Solid-state NMR analysis of ligand--receptor interactions reveals an induced misfit in the binding site of isorhodopsin.
until further notice
SourceBiochemistry, 43, 51, (2004), pp. 16011-16018
Article / Letter to editor
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SubjectUMCN 5.3: Cellular energy metabolism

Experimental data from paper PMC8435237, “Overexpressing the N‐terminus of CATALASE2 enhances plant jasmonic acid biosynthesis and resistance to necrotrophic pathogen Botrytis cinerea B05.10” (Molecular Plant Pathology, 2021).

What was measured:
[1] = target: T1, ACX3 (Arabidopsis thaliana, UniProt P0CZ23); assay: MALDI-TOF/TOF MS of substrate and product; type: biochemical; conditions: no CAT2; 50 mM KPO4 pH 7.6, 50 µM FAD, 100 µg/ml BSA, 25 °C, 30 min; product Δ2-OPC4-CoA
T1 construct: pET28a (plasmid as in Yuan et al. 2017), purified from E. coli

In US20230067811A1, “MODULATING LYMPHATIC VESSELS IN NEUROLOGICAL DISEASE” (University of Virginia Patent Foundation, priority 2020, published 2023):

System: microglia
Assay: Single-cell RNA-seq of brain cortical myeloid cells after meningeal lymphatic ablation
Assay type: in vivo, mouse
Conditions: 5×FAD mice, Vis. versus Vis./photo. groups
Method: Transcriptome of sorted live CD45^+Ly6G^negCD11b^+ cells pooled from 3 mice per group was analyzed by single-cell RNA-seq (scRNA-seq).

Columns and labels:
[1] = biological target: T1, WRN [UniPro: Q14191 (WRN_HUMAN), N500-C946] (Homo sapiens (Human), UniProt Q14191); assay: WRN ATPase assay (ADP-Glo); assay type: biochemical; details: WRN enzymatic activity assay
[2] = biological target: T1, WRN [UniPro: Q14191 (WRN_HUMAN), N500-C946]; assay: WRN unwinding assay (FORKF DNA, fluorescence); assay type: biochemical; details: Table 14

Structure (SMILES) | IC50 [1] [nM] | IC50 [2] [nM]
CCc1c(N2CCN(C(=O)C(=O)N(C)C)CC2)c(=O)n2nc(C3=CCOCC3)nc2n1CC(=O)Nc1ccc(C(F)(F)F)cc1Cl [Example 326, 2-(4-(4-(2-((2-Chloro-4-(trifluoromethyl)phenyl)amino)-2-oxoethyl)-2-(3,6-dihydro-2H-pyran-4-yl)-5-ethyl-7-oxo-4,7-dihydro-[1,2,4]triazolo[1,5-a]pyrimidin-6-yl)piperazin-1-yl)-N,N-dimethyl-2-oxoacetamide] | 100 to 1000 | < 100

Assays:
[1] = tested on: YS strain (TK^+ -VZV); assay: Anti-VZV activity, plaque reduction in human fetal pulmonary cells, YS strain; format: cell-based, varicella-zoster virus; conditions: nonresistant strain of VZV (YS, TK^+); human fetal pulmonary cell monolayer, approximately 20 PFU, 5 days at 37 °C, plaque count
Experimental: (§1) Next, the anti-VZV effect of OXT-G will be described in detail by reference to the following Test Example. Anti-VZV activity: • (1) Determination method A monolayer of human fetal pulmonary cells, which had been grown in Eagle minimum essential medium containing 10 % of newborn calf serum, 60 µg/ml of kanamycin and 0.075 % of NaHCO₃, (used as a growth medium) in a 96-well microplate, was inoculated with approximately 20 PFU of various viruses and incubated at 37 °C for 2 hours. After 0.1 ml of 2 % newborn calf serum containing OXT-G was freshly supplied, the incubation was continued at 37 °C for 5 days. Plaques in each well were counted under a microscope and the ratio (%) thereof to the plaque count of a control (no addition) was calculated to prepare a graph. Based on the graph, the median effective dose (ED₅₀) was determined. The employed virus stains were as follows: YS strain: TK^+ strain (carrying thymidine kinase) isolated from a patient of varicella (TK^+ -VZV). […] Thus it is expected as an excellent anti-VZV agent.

Rhodopsin is the photosensitive protein of the rod photoreceptor in the vertebrate retina and is a paradigm for the superfamily of G-protein-coupled receptors (GPCRs). Natural rhodopsin contains an 11-cis-retinylidene chromophore. We have prepared the 9-cis analogue isorhodopsin in a natural membrane environment using uniformly (13)C-enriched 9-cis retinal. Subsequently, we have determined the complete (1)H and (13)C assignments with ultra-high field solid-state magic angle spinning NMR. The 9-cis substrate conforms to the opsin binding pocket in isorhodopsin in a manner very similar to that of the 11-cis form in rhodopsin, but the NMR data reveal an improper fit of the 9-cis chromophore in this binding site. We introduce the term "induced misfit" to describe this event. Downfield proton NMR ligation shifts (Deltasigma(lig)(H) > 1 ppm) are observed for the 16,17,19-H and nearby protons of the ionone ring and for the 9-methyl protons. They provide converging evidence for global, nonspecific steric interactions between the chromophore and protein, and contrast with the specific interactions over the entire ionone ring and its substituents detected for rhodopsin. The Deltasigma(lig)(C) pattern of the polyene chain confirms the positive charge delocalization in the polyene associated with the protonation of the Schiff base nitrogen. In line with the misalignment of the ionone ring, an additional and anomalous perturbation of the (13)C response is detected in the region of the 9-cis bond. This provides evidence for strain in the isomerization region of the polyene and supports the hypothesis that perturbation of the conjugation around the cis bond induced by the protein environment assists the selective photoisomerization.
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